Find Balance

John Doherty —  December 21, 2012

Before you read this post (which is publishing as I am on the plane to Costa Rica), let me suggest that you read two other posts:

Rand’s post – http://moz.com/rand/there-is-no-worklife-balance/
Jerry Colonna’s post (language not mom-friendly) – http://www.themonsterinyourhead.com/2011/05/05/work-life-balance-is-bullshit/

These words especially resonate:

“I’m scared,” I’d told my Buddhist teacher on Monday. “I find myself doing more and more…the calls and inquires for coaching are so much more than I can handle.” He smiled in that way that says, “I’m not going to say anything. You have to keep going.”
“I’m afraid I’ll lose myself…again. I’ll find myself overweight, sickly, disconnected from my body, my family, and back at the point where the subway tracks seem like the right answer.”
“It is different now,” he said. I waited for more and then realized I wasn’t getting any more.

It’s different now, said my teacher, because right livelihood. What I’m working towards now is less about my own ego aggrandizement (although that temptation is always there) and more about helping.

Both of those posts express well the thoughts that come when you are overworking and stressed out.

Continue Reading…

Start With The First Link

John Doherty —  December 19, 2012

I work on a lot of large websites in my job at Distilled – ecommerce, publishers, other revenue-oriented websites. Often, I am working with sites who have hundreds of thousands if not millions of links pointing to them, but they’re often top-heavy (ie a lot of links to the homepage).

Continue Reading…

Do The Work, or Quit Blogging

John Doherty —  December 11, 2012

You just read a click-bait title. I apologize for that.

Before you run away, dear valued reader (see what I did there?), here’s my thesis:

A person should not blog or publish on the Internet (not all publishers are bloggers) if they are blogging to fulfill a perceived “need”. If they are doing it for reputation, links, or anything else, blogging is a wasted effort. Blogging or publishing works when you do it because you cannot help but write and publish.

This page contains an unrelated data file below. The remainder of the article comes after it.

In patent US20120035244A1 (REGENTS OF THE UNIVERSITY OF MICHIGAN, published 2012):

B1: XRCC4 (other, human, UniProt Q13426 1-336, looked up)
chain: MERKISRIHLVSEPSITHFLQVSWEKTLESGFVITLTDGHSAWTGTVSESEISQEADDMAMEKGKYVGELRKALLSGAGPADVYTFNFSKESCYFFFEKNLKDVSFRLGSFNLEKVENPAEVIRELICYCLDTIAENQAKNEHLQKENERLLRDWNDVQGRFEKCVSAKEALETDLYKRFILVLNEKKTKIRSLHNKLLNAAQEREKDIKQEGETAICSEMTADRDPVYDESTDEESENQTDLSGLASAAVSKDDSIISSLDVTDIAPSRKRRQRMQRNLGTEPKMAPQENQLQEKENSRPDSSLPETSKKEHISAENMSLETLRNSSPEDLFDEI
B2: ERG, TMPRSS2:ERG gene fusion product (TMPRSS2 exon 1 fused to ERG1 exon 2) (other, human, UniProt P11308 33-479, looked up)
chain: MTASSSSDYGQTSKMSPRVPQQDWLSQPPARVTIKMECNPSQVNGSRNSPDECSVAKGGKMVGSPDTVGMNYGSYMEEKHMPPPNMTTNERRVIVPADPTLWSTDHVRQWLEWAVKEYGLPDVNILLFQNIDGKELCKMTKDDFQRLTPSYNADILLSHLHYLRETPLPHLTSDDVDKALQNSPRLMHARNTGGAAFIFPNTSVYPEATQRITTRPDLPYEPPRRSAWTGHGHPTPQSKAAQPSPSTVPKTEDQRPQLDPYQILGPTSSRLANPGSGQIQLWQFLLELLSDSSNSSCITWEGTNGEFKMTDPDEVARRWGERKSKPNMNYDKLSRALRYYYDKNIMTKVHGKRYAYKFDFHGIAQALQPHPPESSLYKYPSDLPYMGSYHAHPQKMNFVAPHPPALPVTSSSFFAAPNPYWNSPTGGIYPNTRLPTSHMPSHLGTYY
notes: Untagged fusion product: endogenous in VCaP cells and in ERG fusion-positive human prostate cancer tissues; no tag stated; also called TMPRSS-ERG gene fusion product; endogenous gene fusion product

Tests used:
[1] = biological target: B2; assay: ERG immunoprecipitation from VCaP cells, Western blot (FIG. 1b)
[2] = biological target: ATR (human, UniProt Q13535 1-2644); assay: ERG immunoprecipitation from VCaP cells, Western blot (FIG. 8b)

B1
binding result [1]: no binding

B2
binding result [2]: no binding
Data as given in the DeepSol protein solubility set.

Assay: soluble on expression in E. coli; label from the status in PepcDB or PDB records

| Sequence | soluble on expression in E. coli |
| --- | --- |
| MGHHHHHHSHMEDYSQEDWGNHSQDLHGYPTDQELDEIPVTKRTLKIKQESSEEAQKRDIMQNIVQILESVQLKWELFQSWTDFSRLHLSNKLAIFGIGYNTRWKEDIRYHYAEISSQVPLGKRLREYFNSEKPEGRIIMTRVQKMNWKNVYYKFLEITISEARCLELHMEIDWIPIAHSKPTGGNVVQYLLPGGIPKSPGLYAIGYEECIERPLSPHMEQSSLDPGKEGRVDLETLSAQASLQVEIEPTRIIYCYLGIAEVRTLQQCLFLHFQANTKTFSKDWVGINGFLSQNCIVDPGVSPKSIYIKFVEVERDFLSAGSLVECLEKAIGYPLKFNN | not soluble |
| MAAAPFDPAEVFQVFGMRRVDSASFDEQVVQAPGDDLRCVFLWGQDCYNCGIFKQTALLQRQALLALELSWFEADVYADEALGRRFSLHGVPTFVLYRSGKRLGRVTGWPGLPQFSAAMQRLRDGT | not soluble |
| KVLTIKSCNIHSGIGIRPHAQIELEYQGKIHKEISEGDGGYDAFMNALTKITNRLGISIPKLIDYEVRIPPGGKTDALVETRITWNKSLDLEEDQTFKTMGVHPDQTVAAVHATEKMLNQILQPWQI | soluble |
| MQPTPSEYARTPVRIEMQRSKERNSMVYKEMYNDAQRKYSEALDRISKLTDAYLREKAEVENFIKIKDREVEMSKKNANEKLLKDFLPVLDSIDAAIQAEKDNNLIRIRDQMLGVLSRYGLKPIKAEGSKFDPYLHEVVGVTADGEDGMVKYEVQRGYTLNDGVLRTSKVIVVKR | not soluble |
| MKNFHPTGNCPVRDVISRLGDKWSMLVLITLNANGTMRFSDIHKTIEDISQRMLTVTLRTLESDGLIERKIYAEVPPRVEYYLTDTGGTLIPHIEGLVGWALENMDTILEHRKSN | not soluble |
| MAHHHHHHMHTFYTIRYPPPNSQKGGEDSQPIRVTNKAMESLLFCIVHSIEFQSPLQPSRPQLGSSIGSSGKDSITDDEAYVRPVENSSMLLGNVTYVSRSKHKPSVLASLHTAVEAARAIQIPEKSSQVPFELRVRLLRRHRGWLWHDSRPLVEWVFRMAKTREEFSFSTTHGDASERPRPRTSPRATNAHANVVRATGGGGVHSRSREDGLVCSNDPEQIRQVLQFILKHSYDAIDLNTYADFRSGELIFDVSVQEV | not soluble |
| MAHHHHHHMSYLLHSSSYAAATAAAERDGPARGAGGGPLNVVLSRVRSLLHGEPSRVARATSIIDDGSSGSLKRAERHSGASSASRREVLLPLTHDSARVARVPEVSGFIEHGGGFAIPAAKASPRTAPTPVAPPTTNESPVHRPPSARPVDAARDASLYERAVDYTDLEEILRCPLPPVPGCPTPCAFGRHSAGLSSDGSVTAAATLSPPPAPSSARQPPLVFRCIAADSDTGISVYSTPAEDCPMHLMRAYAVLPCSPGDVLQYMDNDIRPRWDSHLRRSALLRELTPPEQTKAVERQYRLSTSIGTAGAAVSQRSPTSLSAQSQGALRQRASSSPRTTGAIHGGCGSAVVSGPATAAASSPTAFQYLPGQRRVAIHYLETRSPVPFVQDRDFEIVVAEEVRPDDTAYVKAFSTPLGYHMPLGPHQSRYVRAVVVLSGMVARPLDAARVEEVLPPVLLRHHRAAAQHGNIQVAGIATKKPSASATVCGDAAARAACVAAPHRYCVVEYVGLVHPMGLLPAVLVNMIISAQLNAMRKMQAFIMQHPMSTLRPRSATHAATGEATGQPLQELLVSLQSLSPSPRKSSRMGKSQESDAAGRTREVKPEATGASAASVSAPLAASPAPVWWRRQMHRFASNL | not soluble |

Barry Adams recently wrote a post on State of Search entitled Can The SEO Industry Embrace Longform Content? Continue Reading…

Do The Work

John Doherty —  December 4, 2012

SEO is not about quick wins. I get asked all the time to “give us something that we can do now that will have a noticeable effect”. People, everyone, wants to get the most bang for their buck, and this especially happens in business where there is direct pressure to produce ROI. After all, no one brings in a consultant until they are unable to solve their own problems. At this point, your problems become mine.

If you’ve been seeking quick wins and they’re not working, what the heck makes you think that me giving you quick wins is going to fix your problems? Quick wins have not been solving your issues until now, so why do you think anything is going to be different with my quick wins? Continue Reading…

SEOs are Growth Hackers

John Doherty —  November 27, 2012

Growth hacking has become a buzzterm in the past 6 months, ever since this post written back in April by Andrew Chen. There’s even a growth hacking agency in New York City (linked at the bottom of the post) and startups are starting to hire growth hackers to help them scale up their user base faster.

I’ve heard the growth hacker term thrown around a lot, and have experienced both positive and negative reactions to it from people I know.

The goal of this post is to define down what a growth hacker is, how this integrates well into online marketing, and then to give a few examples of some growth hacks I’ve either seen or heard about that have helped tech startups grow. Continue Reading…